Field of Wheat

A review of the story “Field of Wheat” by Sinclair Ross, a universal human story of man versus nature.

This paper discusses Sinclair Ross’ Field of Wheat and shows how it is a poignant testament to human endurance as well as the frailty individuals sometimes must admit. It examines the challenges faced by the farmer by the onset of each new season and the different weather elements. It parallels the hope of every crop’s inherent gamble with each season to the lives of Martha, John and their children.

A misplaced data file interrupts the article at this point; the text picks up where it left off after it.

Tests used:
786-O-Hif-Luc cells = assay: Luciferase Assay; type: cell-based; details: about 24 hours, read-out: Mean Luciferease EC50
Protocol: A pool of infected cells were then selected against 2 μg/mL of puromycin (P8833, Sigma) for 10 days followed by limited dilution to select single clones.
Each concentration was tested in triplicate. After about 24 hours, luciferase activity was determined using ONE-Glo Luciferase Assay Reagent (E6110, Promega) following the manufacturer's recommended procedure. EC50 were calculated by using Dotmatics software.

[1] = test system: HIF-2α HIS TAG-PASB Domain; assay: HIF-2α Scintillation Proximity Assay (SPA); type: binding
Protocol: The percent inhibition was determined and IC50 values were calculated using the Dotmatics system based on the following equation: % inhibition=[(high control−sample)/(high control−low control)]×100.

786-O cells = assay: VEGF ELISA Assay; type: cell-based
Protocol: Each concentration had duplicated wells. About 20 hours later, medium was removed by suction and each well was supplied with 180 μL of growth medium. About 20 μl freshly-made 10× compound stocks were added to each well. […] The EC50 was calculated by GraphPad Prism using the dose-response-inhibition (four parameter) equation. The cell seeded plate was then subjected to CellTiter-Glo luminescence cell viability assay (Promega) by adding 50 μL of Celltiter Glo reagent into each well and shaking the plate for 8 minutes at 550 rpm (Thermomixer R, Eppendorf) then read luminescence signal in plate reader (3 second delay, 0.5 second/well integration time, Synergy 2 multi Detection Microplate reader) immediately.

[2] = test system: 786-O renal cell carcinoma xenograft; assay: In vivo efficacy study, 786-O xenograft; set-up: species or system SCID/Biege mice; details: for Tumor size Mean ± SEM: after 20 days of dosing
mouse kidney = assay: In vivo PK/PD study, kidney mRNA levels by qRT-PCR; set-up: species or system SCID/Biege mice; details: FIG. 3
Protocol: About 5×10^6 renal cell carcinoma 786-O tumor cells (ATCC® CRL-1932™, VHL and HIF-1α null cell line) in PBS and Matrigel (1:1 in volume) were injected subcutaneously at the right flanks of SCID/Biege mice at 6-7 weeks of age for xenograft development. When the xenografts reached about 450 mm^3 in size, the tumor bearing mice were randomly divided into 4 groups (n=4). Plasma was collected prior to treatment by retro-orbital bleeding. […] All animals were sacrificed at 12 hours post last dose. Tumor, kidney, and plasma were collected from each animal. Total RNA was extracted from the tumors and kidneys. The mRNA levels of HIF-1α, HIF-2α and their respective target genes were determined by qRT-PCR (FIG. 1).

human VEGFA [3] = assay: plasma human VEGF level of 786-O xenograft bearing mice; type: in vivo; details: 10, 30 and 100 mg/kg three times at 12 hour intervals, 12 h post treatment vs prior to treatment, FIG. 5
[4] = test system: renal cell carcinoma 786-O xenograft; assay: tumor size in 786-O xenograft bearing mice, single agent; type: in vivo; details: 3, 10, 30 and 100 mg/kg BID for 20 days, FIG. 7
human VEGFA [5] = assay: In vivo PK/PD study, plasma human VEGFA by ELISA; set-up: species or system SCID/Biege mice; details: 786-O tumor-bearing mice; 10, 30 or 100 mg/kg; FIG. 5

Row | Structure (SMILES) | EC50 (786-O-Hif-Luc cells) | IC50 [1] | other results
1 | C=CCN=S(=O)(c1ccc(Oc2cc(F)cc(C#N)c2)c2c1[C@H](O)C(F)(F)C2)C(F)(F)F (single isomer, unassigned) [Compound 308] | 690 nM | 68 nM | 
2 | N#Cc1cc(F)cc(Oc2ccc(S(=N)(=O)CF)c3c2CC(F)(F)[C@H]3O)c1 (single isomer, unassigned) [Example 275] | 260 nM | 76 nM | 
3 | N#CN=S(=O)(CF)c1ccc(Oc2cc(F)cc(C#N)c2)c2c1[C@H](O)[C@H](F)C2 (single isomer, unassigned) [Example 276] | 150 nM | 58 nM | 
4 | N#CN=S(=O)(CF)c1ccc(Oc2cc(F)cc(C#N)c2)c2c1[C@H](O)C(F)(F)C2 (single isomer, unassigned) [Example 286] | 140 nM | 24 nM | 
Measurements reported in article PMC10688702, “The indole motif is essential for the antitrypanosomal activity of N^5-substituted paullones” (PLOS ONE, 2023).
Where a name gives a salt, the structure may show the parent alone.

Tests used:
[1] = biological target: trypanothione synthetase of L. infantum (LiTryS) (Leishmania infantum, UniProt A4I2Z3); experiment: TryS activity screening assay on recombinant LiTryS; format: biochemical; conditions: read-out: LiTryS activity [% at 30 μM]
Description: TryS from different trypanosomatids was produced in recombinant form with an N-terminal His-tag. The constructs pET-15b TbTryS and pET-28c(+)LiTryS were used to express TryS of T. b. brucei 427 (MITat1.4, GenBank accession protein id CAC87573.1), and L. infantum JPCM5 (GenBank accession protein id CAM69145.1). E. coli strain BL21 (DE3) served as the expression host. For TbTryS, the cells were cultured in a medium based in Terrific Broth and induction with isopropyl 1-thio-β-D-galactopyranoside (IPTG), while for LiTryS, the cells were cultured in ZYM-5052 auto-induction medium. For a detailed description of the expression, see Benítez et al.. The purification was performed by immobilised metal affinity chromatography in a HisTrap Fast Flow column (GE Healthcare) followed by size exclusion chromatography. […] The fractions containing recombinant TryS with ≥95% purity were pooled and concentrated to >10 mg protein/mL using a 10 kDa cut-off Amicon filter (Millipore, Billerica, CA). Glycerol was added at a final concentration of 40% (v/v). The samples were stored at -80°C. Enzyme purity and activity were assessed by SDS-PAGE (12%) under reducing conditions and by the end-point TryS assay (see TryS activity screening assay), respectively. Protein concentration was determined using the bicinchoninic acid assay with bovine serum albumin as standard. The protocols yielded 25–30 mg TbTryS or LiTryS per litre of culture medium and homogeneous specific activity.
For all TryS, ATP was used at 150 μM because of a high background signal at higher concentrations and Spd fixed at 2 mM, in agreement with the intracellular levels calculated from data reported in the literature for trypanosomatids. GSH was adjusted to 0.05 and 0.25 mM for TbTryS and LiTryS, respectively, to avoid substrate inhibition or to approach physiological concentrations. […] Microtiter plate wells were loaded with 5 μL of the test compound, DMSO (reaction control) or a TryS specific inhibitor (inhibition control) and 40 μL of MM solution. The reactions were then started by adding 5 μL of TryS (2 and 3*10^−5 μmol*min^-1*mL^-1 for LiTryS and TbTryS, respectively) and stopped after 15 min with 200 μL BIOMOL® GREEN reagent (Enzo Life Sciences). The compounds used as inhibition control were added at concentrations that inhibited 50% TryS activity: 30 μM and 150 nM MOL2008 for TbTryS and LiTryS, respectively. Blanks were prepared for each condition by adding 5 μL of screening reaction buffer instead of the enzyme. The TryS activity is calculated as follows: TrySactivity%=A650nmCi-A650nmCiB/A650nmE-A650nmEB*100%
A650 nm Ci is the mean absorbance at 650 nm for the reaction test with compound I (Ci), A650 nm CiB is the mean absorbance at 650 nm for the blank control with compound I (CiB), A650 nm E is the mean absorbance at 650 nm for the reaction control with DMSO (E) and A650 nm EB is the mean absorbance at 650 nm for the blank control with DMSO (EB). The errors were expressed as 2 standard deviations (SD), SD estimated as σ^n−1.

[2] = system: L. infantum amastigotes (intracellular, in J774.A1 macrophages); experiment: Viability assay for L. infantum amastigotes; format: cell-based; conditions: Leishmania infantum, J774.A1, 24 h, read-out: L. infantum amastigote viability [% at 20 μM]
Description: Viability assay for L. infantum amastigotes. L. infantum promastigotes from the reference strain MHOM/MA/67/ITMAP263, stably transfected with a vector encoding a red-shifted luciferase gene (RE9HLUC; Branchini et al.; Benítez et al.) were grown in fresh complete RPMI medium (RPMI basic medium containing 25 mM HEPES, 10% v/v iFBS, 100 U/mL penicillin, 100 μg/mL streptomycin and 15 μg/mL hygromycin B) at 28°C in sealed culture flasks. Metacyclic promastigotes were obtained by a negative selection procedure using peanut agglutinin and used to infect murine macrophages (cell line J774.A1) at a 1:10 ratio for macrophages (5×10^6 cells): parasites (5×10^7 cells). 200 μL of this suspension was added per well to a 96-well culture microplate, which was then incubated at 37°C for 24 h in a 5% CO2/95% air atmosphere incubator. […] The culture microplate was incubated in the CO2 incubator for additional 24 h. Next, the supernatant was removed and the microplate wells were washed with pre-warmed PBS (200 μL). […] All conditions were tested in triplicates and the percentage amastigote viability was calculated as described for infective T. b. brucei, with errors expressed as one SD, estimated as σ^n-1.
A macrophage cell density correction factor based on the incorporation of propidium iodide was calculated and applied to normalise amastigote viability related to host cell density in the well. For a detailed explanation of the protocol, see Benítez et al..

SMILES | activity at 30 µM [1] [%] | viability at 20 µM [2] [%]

“The point of view of the burned-out farm wife wavering between desperation and endurance seals the imagery of the story into apposition of the hope of every crops inherent gamble, born on the back of her husband, John. Martha has seen and recognizes the gamble. She can name, not so lightly, the calamity that has been the end of so many crops, and this crop is the best one ever. Martha makes a mental list of how deserved her John is for this success as she ticks of the list, “A crop like this was coming to him. He had had his share of failures and set-backs, if ever a man had, twenty times over Wasting and unending it was as struggle, struggle against wind and insects, drought and weeds. Not an heroic struggle to give a man courage and resolve, but a frantic, unavailing one.” ”